Study: Young Athletes Especially Susceptible to Hand and Arm Injuries During Sports

Hospital for Special Surgery offers nine ways parents can help their children train and compete safely

NEW YORK—September 22, 2009 

One cannot underestimate the importance of exercise for young people to maintain physical fitness and develop healthy bones. And while participating in athletic activities is essential for good health, it’s important that children and teenagers play it safe to avoid injury, according to Michelle Carlson, M.D., director of the Children and Adolescent Hand and Arm (CHArm) Center at Hospital for Special Surgery in New York City and a Long Island resident.

A study at the CHArm Center found that young people are especially prone to hand and arm injuries while participating in youth sports. “The combination of youthful activity and still-growing bones makes children and adolescents susceptible to this type of injury, especially if they’re involved in youth sports such as basketball, soccer or baseball,” Dr. Carlson notes.

“Of the 394 patients seen at the CHArm Center since it opened in October 2005, 47 percent came in for injuries they sustained while playing a sport, either organized or recreationally with friends,” said Dr. Carlson. According to CHArm Center data, they most frequently participated in basketball, soccer or baseball.

The good news is that young people can stay active and avoid injury through prevention techniques and mindful parental supervision, according to Dr. Carlson. To prevent accidents and injuries in organized sports, Dr. Carlson, along with the American Academy of Pediatrics, recommends the following guidelines for parents:

  • Limit each sporting activity to five days a week, including competitive play, training and practice, and be sure to reserve one day per week of rest from all organized physical activity.
  • Have children take a break, about two to three months, from each sport per year. Year-round play can contribute to overuse injuries.
  • Limit weekly training time, number of repetitions and total distance to no more than a 10 percent increase each week.
  • Make sure young athletes warm up properly to slowly increase the heart and breathing rate by doing low-intensity versions of the activity and stretching.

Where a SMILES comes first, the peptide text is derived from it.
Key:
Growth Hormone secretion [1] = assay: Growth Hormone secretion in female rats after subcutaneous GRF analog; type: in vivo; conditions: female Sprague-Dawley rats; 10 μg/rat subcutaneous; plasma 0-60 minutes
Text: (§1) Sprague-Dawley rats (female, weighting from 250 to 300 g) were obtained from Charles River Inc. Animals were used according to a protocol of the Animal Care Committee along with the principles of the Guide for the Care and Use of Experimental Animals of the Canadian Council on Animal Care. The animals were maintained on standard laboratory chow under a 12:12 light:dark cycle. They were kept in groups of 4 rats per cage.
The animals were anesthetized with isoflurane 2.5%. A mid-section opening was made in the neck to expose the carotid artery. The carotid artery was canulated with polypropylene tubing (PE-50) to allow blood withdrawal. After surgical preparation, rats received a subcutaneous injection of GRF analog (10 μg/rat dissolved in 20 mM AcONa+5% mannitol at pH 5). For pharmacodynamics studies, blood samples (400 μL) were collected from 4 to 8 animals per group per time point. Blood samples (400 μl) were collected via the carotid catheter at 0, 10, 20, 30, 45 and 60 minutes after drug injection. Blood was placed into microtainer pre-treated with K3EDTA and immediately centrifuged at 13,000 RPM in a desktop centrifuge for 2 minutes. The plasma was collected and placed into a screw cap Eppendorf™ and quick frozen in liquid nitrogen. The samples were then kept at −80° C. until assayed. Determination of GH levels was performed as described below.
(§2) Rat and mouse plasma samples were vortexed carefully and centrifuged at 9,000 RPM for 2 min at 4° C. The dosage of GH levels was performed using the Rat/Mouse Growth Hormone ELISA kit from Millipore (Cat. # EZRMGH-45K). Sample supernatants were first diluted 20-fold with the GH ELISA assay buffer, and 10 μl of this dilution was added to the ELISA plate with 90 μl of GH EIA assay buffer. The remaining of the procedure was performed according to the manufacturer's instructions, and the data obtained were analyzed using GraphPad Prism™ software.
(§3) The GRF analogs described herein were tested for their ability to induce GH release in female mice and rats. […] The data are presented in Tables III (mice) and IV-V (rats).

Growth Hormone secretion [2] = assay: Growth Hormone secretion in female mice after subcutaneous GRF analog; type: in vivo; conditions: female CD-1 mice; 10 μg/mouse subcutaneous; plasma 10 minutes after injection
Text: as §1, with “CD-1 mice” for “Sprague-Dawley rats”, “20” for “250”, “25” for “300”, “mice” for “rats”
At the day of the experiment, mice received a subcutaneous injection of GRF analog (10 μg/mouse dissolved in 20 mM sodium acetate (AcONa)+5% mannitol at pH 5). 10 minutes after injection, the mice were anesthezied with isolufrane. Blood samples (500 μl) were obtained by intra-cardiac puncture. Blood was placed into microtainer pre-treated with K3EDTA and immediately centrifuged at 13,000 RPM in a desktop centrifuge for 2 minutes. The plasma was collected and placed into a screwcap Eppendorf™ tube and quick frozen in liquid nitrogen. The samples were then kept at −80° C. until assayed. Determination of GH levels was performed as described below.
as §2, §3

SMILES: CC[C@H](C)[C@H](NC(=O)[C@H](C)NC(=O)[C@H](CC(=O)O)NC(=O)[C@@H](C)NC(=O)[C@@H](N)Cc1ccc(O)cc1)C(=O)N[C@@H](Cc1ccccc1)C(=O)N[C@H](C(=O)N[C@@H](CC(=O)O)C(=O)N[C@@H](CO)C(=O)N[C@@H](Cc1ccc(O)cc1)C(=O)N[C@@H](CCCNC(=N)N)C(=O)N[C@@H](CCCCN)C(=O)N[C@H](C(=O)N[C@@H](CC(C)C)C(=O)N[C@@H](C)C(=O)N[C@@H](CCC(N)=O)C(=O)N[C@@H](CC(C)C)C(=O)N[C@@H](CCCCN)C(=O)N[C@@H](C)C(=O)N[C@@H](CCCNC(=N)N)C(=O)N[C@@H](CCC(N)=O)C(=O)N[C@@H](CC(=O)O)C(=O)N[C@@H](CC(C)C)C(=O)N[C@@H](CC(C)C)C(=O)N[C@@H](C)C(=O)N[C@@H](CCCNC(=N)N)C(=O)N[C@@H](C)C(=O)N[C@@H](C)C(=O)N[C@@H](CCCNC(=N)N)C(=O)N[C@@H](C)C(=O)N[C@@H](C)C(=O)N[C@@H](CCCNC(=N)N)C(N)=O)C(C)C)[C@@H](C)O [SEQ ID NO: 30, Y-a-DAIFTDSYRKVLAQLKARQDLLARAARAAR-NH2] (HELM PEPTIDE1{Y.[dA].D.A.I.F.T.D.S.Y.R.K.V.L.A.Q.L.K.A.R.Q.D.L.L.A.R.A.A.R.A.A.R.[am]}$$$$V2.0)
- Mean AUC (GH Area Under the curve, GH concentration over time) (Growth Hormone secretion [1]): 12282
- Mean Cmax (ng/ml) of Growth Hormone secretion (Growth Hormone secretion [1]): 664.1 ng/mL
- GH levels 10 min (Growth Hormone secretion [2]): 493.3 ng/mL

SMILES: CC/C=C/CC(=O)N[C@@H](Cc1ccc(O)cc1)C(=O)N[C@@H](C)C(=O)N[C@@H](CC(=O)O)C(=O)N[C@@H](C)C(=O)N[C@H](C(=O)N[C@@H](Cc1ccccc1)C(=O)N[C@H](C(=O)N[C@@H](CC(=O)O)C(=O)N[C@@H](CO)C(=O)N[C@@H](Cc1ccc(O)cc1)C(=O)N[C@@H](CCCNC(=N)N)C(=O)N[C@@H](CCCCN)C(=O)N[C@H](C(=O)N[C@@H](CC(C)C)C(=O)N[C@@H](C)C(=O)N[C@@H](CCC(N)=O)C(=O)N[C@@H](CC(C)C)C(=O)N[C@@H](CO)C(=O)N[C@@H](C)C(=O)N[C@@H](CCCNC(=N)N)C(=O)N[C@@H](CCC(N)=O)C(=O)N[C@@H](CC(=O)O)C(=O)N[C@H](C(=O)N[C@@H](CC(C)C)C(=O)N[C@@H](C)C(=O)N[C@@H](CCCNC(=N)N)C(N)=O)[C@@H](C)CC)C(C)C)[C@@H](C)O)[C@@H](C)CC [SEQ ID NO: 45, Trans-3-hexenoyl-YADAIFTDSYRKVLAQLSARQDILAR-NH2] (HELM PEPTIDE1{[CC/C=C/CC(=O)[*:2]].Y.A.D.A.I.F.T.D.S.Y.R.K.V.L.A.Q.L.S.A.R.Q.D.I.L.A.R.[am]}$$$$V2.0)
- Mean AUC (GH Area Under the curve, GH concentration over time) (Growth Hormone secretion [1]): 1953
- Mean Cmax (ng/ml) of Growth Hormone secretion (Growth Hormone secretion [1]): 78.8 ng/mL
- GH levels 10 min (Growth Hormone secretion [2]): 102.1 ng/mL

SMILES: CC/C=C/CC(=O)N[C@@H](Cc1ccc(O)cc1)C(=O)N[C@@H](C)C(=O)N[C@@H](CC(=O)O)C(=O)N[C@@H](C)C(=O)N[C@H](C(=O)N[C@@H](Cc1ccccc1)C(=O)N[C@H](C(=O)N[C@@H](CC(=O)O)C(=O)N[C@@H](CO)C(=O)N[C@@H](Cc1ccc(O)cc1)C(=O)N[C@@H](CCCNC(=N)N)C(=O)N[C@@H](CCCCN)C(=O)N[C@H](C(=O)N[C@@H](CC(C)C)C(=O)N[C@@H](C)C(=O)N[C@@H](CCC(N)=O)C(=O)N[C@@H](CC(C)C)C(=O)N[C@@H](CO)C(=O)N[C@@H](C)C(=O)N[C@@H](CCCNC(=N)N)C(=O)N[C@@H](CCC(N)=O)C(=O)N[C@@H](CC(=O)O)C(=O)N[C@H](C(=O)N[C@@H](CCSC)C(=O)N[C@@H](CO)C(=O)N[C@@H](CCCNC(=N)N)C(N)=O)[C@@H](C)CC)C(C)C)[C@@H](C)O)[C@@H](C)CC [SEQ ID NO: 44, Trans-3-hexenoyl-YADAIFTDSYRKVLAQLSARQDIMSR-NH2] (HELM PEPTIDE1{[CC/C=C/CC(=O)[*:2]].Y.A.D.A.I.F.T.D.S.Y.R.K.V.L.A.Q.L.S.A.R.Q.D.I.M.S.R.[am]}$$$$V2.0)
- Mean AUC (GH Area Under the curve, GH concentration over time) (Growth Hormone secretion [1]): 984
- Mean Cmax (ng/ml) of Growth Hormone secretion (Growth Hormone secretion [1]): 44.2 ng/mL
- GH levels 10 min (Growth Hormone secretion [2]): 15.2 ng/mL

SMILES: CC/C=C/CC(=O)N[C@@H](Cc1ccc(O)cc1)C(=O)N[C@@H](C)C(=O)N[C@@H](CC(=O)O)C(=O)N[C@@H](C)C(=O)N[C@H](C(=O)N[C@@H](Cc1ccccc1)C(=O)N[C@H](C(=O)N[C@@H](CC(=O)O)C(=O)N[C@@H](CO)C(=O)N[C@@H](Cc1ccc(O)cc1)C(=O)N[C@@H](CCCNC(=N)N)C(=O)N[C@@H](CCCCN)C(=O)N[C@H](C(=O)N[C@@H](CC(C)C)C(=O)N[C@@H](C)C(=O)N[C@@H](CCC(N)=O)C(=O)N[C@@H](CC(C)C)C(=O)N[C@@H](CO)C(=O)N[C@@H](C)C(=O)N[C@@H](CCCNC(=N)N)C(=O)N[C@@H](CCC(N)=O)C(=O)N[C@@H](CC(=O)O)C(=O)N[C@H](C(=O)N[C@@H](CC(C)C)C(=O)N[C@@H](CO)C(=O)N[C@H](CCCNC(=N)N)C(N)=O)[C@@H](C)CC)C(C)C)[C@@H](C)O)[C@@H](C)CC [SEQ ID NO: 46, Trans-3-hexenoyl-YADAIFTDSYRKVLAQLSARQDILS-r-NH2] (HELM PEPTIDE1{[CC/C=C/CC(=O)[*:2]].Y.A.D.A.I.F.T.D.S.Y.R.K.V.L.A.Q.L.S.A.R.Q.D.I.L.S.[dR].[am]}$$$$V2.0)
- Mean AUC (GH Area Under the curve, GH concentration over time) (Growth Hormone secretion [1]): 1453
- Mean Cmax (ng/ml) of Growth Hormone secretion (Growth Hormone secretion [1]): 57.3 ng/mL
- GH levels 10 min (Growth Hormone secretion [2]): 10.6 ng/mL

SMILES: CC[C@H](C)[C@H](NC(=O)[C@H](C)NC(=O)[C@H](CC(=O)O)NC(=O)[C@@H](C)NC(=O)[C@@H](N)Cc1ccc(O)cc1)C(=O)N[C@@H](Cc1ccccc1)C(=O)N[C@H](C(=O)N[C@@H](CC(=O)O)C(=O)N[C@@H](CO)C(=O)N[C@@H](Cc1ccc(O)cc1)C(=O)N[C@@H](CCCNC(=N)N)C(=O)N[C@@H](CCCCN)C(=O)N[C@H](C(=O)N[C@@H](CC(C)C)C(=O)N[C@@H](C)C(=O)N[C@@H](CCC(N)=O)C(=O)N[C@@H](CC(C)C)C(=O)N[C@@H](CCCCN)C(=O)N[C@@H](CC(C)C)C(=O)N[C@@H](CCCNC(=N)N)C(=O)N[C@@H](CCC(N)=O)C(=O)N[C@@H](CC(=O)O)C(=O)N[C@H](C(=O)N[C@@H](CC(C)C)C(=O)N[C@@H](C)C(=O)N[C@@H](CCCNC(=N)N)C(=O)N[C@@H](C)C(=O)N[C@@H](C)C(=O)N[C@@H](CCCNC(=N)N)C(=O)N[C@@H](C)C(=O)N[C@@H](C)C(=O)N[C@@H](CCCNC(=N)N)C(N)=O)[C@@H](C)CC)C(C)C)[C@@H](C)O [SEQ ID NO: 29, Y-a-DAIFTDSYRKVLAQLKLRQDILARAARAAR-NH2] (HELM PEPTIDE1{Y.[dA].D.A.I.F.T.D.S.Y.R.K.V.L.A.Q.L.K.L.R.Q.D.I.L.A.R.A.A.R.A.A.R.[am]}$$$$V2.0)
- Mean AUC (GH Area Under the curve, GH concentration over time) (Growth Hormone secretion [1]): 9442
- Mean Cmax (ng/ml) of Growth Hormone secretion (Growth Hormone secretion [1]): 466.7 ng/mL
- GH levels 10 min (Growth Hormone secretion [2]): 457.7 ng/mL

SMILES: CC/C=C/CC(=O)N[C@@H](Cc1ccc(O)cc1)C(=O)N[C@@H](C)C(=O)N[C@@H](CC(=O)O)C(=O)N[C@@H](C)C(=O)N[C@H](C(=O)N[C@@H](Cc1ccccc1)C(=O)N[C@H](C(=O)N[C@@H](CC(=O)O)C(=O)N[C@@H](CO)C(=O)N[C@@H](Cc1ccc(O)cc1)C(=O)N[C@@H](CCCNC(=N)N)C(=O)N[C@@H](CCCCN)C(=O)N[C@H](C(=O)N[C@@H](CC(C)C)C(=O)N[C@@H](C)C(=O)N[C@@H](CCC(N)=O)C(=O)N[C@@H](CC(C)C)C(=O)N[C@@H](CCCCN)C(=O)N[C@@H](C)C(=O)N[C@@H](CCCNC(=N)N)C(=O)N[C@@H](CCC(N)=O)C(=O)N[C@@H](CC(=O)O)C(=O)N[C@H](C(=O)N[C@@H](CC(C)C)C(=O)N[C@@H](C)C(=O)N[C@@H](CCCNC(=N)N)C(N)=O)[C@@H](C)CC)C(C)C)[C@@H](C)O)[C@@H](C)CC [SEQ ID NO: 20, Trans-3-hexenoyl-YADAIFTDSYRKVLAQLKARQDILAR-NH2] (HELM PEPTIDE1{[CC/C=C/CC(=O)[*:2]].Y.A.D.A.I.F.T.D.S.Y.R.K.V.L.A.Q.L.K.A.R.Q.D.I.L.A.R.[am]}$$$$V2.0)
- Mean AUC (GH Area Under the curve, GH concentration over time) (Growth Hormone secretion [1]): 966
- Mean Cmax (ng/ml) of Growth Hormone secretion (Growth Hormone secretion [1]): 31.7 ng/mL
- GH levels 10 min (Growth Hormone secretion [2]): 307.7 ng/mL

• Ensure the use of proper equipment for each sport: protective equipment should be the correct size, fit well and protect from top to bottom.
    • Children should use helmet, eye protection, mouth guards, pads, protective cup or cleats, depending on the activity.
  • Educate players on the rules of the game: make sure they understand their role and position, as well as where to be to avoid being in harm’s way.
  • Be vigilant to signs of burnout such as athlete’s fatigue, poor academic performance and complaints of nonspecific muscle or joint problems.
  • Stop children from playing while injured: if a parent spots a problem, allowing further activity could lead to a more severe and painful injury. All injuries need time to heal.
  • Keep it positive: emphasize that the focus of sports participation should be on fun, skill acquisition, sportsmanship and, above all else, safety.

Dr. Carlson says specific questions or plans for a young athlete’s training should be directed to the child’s pediatrician. Read more about the CHArm Center and its services, or call 1.888.CHArm40 (1.888.242.7640).

The Children and Adolescent Hand and Arm (CHArm) Center at Hospital for Special Surgery is a comprehensive resource dedicated to the treatment, research and education of all children and adolescents. The CHArm Center’s multidisciplinary team of specialists provides care for children and adolescents with a variety of hand and arm conditions including orthopedic trauma and sports injuries, rheumatologic conditions, neurological disorders, congenital defects and tumors.

The CHArm Center staff provides educational outreach programs to area schools, parents, athletic coaches and health-care workers. By providing information about hand and arm safety and ways to avoid common upper extremity injuries, doctors at the CHArm Center hope to decrease the number of accidental hand injuries in the pediatric and adolescent population.

About Hospital for Special Surgery
Founded in 1863, Hospital for Special Surgery (HSS) is a world leader in orthopedics, rheumatology and rehabilitation. HSS is nationally ranked No. 2 in orthopedics, No. 3 in rheumatology and No. 24 in neurology by U.S.News & World Report (2009), and has received Magnet Recognition for Excellence in Nursing Service from the American Nurses Credentialing Center, and has one of the lowest infection rates in the country. In 2008 and 2007, HSS was a recipient of the HealthGrades Joint Replacement Excellence Award. A member of the NewYork-Presbyterian Healthcare System and an affiliate of Weill Cornell Medical College, HSS provides orthopedic and rheumatologic patient care at NewYork-Presbyterian Hospital at New York Weill Cornell Medical Center. All Hospital for Special Surgery medical staff are on the faculty of Weill Cornell Medical College. The hospital's research division is internationally recognized as a leader in the investigation of musculoskeletal and autoimmune diseases. Hospital for Special Surgery is located in New York City and online at www.hss.edu.

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